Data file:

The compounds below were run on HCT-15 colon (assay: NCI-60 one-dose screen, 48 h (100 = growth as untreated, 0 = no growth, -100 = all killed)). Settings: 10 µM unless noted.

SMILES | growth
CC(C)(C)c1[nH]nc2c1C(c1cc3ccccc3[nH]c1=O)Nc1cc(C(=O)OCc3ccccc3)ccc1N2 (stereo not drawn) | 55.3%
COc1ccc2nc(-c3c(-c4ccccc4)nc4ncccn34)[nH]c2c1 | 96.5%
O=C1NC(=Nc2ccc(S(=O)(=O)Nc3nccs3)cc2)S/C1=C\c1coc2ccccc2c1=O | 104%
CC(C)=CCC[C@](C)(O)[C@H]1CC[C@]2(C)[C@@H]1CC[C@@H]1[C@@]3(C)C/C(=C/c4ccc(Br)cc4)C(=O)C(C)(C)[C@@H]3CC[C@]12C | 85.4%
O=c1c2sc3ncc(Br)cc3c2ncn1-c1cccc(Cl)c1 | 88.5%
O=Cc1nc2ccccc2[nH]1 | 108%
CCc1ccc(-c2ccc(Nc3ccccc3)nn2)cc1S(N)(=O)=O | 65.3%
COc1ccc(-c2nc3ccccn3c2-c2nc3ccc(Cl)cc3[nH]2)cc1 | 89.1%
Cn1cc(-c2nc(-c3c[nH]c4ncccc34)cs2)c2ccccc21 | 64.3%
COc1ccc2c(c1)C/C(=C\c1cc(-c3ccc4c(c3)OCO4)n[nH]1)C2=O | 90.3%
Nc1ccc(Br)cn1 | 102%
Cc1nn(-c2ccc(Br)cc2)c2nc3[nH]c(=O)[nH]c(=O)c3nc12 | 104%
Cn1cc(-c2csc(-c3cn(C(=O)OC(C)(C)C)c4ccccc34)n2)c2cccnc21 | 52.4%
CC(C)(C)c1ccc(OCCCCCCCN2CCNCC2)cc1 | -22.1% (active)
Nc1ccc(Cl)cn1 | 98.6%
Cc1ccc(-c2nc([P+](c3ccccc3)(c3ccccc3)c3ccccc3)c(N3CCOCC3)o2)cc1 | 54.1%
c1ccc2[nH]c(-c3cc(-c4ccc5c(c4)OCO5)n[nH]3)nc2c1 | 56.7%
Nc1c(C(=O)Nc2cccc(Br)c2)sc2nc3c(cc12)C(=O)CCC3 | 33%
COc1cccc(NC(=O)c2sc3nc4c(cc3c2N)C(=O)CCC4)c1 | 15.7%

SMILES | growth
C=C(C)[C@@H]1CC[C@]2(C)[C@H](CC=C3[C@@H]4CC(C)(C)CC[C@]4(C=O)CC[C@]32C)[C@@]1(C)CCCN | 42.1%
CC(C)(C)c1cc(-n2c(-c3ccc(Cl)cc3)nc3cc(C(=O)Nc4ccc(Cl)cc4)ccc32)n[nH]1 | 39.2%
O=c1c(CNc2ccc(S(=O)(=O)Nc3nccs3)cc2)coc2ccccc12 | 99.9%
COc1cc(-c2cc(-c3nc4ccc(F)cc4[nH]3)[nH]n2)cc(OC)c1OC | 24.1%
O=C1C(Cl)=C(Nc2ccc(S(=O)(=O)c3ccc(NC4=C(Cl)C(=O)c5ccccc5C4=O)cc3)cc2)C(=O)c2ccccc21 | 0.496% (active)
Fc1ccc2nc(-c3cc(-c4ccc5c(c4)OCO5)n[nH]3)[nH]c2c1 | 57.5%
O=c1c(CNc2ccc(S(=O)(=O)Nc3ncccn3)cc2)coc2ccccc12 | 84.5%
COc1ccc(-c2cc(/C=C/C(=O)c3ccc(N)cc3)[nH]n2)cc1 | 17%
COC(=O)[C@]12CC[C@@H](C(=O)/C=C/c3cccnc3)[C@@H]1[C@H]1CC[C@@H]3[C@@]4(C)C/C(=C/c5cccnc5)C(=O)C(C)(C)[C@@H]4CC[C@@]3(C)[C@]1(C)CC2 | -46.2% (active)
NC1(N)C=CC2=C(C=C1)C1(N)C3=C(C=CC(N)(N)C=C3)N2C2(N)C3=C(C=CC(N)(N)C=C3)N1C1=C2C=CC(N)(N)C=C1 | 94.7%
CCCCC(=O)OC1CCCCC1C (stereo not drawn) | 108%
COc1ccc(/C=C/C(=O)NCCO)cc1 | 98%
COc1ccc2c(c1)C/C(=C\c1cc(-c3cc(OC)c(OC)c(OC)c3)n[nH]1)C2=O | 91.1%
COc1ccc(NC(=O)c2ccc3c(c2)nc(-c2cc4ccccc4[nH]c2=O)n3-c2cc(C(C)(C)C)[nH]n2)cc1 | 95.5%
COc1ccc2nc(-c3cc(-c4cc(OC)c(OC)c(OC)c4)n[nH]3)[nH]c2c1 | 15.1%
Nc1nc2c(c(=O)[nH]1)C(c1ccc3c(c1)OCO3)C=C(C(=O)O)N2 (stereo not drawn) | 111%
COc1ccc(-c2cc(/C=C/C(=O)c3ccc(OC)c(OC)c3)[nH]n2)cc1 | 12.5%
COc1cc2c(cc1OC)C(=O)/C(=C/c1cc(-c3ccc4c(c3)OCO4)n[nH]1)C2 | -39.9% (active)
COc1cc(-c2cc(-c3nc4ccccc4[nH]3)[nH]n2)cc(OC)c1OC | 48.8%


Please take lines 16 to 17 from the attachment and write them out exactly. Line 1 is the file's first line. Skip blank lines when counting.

CC(C)(C)c1ccc(OCCCCCCCN2CCNCC2)cc1 | -22.1% (active)
Nc1ccc(Cl)cn1 | 98.6%